I was reading about a five year old going to the Nova school in St Paul. There are a few different articles out there. It isn’t the school’s actions that have me concerned but the reactions of the other parents. We are talking about five year olds here. Their child was being bullied at school and the school in question has a zero tolerance policy:
Their son would come home and tell them about his experiences — like when another student had told him he couldn’t be Cleopatra during playtime. And they saw, firsthand, some of the pointing, snickering and name calling that took place when they’d come to pick him up from school.
In response to wanting to have a book read to help the kids understand a little better the other parents became disturbed:
The school’s climate committee was charged with reviewing the book and holding community forums. Thus began the saga of debates at committee and board meetings, which left the Edwardses feeling incredibly frustrated and targeted.
Can you imagine? The boy’s parent’s, hardly liberal paragons just wanted their kid to be happy and safe. The other parents response is to throw stones.
In another article, the parents are reported as having withdrawn their child from Nova. I’ve read elsewhere that he is happily attending a public school (I’m using the pronoun the parent’s are using):
The Edwards withdrew their child from Nova in February and filed a complaint with the St. Paul Human Rights Department a month later. Nova has until April 20 to respond.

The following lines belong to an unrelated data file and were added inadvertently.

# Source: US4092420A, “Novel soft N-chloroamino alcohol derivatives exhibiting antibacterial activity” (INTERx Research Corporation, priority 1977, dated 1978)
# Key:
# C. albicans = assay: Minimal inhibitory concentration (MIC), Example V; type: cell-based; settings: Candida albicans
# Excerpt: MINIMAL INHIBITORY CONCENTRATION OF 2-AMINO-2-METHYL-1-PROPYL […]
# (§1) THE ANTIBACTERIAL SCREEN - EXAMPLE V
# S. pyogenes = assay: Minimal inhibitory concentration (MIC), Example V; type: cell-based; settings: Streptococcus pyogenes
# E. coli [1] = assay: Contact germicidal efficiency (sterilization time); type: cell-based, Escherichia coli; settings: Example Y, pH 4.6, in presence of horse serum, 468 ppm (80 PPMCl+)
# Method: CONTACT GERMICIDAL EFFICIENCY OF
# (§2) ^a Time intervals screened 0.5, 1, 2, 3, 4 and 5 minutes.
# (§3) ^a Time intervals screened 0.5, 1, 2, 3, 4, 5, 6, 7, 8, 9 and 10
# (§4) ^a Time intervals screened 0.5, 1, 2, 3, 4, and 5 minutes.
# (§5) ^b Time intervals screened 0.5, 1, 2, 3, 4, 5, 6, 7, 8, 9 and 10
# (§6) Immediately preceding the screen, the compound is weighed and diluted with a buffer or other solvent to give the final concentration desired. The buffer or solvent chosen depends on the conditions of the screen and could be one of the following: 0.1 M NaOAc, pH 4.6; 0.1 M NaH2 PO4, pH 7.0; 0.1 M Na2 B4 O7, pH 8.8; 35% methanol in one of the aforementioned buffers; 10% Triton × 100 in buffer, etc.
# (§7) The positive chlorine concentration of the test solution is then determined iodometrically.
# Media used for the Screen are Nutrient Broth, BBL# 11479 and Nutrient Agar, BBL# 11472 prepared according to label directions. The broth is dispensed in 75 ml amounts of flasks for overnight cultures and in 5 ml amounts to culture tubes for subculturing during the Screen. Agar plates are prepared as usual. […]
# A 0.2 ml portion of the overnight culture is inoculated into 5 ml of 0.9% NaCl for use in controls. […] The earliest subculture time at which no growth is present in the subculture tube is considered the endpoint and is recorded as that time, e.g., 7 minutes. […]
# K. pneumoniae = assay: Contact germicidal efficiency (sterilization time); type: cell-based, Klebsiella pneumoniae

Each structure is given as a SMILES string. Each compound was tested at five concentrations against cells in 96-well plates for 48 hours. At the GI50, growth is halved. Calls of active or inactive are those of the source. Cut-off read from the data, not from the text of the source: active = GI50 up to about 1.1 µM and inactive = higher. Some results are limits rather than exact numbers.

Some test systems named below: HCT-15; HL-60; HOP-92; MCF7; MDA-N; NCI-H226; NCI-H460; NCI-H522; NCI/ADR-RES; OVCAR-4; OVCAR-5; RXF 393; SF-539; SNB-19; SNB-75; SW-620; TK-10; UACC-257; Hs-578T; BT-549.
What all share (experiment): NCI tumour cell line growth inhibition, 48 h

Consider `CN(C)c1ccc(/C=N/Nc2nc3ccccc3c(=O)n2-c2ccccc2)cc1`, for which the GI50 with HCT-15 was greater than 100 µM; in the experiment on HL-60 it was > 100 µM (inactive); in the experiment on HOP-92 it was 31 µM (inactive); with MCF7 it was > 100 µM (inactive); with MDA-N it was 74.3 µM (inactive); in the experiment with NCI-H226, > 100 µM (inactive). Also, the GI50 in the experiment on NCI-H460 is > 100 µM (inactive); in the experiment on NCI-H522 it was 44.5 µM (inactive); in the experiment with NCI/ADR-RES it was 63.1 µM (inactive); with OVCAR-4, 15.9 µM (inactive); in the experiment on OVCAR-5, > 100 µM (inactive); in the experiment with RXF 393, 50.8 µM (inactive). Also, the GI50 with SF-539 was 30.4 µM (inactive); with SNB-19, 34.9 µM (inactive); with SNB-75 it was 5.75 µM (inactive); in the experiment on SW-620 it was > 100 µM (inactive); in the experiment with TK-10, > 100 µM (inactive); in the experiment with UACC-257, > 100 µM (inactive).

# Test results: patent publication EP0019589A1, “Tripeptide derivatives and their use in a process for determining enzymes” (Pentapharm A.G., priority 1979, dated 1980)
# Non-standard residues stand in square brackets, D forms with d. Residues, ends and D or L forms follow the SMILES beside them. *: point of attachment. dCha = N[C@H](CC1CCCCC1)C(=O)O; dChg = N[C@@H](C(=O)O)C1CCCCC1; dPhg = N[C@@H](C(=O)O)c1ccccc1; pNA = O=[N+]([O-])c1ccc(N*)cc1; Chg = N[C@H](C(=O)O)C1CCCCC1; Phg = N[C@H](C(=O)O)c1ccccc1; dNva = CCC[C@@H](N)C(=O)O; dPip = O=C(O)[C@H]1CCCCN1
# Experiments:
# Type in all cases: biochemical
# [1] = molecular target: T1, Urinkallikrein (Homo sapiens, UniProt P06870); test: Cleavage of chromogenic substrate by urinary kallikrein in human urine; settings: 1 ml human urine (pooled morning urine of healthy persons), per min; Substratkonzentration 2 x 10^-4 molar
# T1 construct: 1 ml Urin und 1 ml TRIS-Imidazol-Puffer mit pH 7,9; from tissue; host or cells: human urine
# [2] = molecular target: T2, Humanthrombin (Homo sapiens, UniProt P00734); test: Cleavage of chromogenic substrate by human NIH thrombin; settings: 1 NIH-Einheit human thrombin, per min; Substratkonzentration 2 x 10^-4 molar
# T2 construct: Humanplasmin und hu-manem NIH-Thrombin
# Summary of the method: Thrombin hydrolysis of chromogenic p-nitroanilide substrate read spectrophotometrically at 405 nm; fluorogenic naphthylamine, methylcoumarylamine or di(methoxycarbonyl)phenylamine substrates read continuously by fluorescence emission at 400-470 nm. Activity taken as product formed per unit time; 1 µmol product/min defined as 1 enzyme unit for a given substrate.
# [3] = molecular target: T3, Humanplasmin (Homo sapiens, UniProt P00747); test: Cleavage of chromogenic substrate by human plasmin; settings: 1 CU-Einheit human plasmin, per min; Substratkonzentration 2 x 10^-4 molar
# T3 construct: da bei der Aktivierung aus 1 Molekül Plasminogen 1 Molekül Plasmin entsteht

What’s particularly sad is some of the comments on the articles. We see the same old tropes over and over. I urge all of you to resist the temptation to respond to statements like these in anger. If the writer is unwilling to examine other information then arguing will serve no purpose other than to perhaps justify some stereotype the writer has. If the writer feels justified on the basis of a value system you and I don’t share you will not convince them. If there is hope then you’ll only accomplish something by accepting their right to an opinion and asking if they’re willing to hear a different viewpoint.
Here are some excerpts, without identifying information.
To call a male a “female” because he identifies as one is not being honest or helpful. We need to expand what we consider to be “acceptable behavior” by both males and females to allow them to express themselves freely, without sacrificing “truth”.
I think this comment reinforces how difficult it is for folks who don’t experience gender dysphoria to understand the difficulties this causes in the lives of transgender people and what “truth” means in our case.
How uncomfortable it must be for a female student who has recently reached puberty and is taking care of her feminine hygiene…
I find this one kind of bizarre and out of left field. I’m unaware of any woman using the bathrooms at work who deals with “feminine hygiene” issues, by which I’m understanding her to mean changing pads and tampons, except in a bathroom stall. Why this would be exceptionally difficult because of a trans girl/woman is beyond me. For that matter, as far as I know all post-op transwomen end up with a month to a few months of needing to deal with the rough equivalent of this and I can’t say I would have cared had I know an “anatomical male” had been using the bathroom.
The only reason a girl would be uncomfortable would be if her parents made a point of continuously stating that boys were using the girl’s bathroom.
I really have to do wonder if this kid is actually “gender non-conforming”.
The kid is FIVE. This kid likely doesn’t even understand the concept of gender, let alone what “non-conforming” means.
Perhaps this is someone who has never raised a child. I certainly knew what was gender non-conforming by six and it’s well documented much earlier.